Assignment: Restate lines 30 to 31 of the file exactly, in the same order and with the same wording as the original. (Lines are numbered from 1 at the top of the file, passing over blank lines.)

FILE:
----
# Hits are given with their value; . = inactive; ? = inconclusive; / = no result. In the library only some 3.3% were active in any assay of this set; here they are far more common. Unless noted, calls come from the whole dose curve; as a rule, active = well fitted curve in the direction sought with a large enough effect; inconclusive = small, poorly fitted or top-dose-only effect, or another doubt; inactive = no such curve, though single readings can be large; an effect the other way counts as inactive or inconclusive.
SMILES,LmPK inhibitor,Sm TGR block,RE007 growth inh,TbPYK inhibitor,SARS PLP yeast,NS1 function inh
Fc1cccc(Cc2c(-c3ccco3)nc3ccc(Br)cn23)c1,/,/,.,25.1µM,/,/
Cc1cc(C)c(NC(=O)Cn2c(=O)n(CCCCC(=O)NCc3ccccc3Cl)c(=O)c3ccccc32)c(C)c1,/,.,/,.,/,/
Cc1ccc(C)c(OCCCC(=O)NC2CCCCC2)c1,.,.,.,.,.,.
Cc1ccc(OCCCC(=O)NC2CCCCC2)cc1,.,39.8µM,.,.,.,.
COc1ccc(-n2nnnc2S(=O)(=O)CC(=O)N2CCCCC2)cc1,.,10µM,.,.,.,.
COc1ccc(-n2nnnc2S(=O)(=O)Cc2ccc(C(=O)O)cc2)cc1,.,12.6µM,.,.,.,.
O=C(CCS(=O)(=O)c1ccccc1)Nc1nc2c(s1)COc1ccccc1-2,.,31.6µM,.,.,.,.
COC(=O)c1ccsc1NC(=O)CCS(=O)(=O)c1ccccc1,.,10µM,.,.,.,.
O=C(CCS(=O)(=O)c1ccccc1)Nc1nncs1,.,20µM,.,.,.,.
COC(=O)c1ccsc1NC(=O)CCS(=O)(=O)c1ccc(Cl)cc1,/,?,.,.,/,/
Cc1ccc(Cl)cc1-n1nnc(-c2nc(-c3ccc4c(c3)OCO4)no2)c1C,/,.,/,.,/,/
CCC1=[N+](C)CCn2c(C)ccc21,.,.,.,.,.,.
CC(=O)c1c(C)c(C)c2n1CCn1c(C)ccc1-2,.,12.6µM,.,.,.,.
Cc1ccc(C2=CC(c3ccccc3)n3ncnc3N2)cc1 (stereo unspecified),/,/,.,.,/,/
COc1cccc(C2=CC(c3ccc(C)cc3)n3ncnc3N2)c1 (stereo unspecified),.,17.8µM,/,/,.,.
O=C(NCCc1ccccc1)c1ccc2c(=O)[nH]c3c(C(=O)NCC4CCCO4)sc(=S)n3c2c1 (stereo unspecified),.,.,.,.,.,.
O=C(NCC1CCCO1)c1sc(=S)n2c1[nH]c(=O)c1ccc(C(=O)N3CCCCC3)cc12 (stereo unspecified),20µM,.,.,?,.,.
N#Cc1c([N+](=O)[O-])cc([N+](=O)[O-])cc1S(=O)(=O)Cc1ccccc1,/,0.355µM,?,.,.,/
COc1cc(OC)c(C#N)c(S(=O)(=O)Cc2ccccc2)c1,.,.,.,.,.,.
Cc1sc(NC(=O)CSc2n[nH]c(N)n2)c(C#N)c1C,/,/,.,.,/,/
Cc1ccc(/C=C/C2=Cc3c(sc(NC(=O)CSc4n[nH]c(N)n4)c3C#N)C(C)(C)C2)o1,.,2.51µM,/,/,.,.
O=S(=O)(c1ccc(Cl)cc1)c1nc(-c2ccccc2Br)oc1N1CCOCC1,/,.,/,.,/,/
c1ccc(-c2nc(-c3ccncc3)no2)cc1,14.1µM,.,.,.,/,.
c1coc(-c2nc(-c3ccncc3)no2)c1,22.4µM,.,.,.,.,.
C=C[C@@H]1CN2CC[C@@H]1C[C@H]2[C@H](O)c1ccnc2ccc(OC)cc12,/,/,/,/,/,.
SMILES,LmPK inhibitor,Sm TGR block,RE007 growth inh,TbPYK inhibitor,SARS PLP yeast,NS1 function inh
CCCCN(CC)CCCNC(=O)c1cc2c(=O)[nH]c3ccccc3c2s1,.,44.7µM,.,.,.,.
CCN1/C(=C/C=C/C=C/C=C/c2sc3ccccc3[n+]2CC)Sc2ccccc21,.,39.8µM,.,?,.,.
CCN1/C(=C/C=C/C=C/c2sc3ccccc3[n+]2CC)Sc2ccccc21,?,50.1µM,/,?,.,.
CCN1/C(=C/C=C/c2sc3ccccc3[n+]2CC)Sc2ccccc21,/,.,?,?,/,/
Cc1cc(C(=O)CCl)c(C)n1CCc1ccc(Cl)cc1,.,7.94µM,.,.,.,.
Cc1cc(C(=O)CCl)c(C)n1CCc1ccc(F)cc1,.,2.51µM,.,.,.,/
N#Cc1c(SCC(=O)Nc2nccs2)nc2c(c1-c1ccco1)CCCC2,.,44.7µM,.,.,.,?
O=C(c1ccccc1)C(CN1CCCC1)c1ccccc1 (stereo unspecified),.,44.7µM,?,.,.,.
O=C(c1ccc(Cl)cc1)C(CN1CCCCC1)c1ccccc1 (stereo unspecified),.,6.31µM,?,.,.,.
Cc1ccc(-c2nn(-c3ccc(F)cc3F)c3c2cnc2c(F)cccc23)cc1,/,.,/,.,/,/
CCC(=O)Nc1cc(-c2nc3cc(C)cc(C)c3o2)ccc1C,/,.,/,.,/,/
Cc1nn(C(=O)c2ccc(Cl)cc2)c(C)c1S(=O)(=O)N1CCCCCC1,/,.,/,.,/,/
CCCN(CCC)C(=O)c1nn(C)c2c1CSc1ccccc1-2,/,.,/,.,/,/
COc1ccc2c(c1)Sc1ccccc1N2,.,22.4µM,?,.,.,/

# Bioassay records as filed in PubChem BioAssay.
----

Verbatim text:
CCN1/C(=C/C=C/C=C/C=C/c2sc3ccccc3[n+]2CC)Sc2ccccc21,.,39.8µM,.,?,.,.
CCN1/C(=C/C=C/C=C/c2sc3ccccc3[n+]2CC)Sc2ccccc21,?,50.1µM,/,?,.,.